Written evidence submitted by Mark Prentice

I am writing in a response to the invitation by The House of Commons Education Committee to submit consultation and evidence addressing the following points relating to Home Education.


The duties of local authorities with regards to home education, including safeguarding and assuring the quality of home education;

As a home educator (as well as being Chair of Governors at a local primary school) my experience is that current legislation and engagement by local authorities is already appropriate and balanced.  The LA already have substantial powers to intervene where they have reason to believe that children are not receiving an adequate quality of home education, or where safeguarding concerns exist.    

whether a statutory register of home-educated children is required;

Section 7 of the Education Act 1996 remains clear that the primary responsibility for education of their children remains with parents, and that where schools provide education, they do so on behalf of parents, not the state.  A statutory register of home educated children raises significant questions over the degree of interference by the state in family life and in the decisions made by parents about the education of their children. 

No reasons are given as to why such a register would be necessary that are not already provided for in current legislation; and there is no evidence that such registration would achieve anything other than waste LA resources, as well as those of conscientious home-educating parents.

the benefits children gain from home education, and the potential disadvantages they may face;

For many children school remains an excellent way for parents to ensure that their responsibilities to educate their children are discharged.  But equally, the ‘one-size-fits-all’ model of education creates problems for children who don’t fit it.  Schools work hard with limited resources and in the context of overwhelming demands to do what they can, but sometimes a school is simply not able to provide the most effective context for a child’s education.  Home-schooling give a parent – who after all do know their children best – the flexibility to tailor education to a child’s individual interests and abilities.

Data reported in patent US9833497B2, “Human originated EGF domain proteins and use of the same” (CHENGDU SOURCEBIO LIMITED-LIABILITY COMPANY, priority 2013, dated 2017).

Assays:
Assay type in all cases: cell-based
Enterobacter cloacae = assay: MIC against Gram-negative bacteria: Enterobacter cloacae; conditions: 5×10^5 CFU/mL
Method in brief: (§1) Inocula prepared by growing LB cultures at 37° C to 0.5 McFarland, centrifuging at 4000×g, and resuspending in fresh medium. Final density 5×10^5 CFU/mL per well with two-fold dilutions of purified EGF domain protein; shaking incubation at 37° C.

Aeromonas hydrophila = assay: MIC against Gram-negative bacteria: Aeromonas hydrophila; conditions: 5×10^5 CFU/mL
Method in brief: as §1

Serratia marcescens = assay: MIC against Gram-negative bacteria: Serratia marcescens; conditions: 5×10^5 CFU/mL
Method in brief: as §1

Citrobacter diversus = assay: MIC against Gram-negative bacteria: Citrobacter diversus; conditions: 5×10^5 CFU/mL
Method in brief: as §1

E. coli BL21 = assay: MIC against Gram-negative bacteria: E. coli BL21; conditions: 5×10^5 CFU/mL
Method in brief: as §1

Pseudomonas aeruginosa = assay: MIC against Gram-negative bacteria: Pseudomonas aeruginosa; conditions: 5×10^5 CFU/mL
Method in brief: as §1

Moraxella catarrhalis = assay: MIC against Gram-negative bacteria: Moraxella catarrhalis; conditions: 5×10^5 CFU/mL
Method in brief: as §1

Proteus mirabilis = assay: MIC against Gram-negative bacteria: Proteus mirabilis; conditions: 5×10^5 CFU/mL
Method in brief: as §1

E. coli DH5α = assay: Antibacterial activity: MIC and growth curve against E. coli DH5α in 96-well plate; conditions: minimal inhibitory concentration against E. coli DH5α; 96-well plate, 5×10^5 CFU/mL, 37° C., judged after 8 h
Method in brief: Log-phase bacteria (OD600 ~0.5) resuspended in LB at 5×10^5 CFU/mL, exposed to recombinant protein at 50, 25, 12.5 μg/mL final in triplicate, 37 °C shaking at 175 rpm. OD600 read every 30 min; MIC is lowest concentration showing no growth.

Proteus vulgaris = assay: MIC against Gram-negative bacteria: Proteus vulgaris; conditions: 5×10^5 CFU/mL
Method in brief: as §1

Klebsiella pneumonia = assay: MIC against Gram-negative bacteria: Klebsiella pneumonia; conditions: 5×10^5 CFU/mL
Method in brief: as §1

It allows them to give focussed attention to areas in which their children struggle, and in many cases provides a nurturing environment in which children are able to recover from instances of bullying, or demoralising and disempowering experiences of education in a school environment. 

In our experience as a family, home educating has enabled our children to develop a strong sense of self-discipline in approaching their studies, and has instilled a deep inquisitiveness about their world.  It has embedded a wide variety of skills required for exploration and learning, given the opportunity to develop faculties of critical engagement and reflection, and enriched their educational experiences by allowing them to study material and topics not readily available in schools.